US appeals court ruled Argentina discriminated against bondholders who refused to take part in massive debt restructurings in 2005 and 2010 by deciding to pay them later than bondholders who agreed to participate.
Friday’s decision by the 2nd US Circuit Court of Appeals in New York stems from Argentina's 100 billion dollars default in 2002, and could affect how easily countries trying to extricate themselves from sovereign debt crises might in the future fend off angry creditors.
A unanimous three-judge appeals court panel said that in conducting the restructurings, Argentina violated a provision in the bonds that required it to treat bondholders equally, even if they chose to hold out.
It said US District Judge Thomas Griesa in Manhattan correctly issued injunctions in February requiring equal treatment for holdouts, including NML Capital Ltd and the Aurelius Capital Management funds that hold 1.4 billion dollars of defaulted debt.
Argentina claimed that upholding Griesa’s rulings would undermine its debt agreements, trigger a new financial crisis in the republic and make it impossible for countries including Greece and Spain to restructure their debt in the future.
Nothing in the record supports Argentina's blanket assertion that the injunctions will plunge the Republic into a new financial and economic crisis, Circuit Judge Barrington Parker wrote for the panel agreeing with Judge Griesa that with more than 40 billion dollars in foreign reserves, Argentina has the ability to pay the holdouts
We hold that Argentina breached its promise, the appellate court said, summarizing a 29-page ruling that could make it difficult for Argentina to use the US financial system unless it complies.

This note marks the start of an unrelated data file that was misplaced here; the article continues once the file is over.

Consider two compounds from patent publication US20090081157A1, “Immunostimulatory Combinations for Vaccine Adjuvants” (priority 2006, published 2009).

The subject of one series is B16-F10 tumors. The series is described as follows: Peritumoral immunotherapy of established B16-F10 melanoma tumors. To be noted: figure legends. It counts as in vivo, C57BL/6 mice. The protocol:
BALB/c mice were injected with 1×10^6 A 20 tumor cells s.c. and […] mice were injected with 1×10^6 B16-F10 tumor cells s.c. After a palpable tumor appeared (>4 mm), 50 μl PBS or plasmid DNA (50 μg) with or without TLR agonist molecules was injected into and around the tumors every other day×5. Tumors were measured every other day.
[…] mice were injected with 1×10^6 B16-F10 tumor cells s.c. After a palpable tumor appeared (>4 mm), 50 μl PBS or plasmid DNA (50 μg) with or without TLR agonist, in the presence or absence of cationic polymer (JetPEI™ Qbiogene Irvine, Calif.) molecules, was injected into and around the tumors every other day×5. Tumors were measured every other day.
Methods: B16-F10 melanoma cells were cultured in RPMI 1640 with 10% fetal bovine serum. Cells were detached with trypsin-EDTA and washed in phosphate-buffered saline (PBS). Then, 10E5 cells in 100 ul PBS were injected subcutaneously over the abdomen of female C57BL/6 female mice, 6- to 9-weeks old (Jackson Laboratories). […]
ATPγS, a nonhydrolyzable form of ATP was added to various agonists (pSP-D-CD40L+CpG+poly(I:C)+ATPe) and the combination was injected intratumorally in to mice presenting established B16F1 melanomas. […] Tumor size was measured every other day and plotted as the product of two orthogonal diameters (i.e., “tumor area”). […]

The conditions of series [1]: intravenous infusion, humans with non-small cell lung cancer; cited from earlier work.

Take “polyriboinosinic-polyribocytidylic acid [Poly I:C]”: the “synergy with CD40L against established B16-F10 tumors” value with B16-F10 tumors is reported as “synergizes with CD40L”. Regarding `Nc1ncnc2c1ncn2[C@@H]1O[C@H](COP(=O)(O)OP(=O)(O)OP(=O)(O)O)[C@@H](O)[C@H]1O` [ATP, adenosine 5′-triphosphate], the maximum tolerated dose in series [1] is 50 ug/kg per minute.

Argentine bonds of all kinds sank after the ruling, especially debt paid in dollars, increasing borrowing costs for the country's national and provincial governments that are already much higher than other countries', since the country's existing debt is rated far below investment-grade.
Griesa said any financial institution that processes Argentina's payments to the holders of restructured bonds must ensure that the holdouts are paid an equal amount to avoid violating the court's order. Effectively, this would force US banks to stop the payments unless Argentina proves it's complying with the ruling.
The appeals court sent the case back to Griesa’s court to clarify how a payment formula set by the judge is intended to work and to determine how the orders apply to intermediary banks and other third parties.
NML Capital Ltd. is the investment fund that impounded the Argentine Navy training frigate ARA Libertad which remains retained in Ghana. The parent company of NML is billionaire Paul Singer's Elliott Capital Management
The case is NML Capital Ltd. v. Republic of Argentina, 12-00105, US Court of Appeals for the Second Circuit (Manhattan).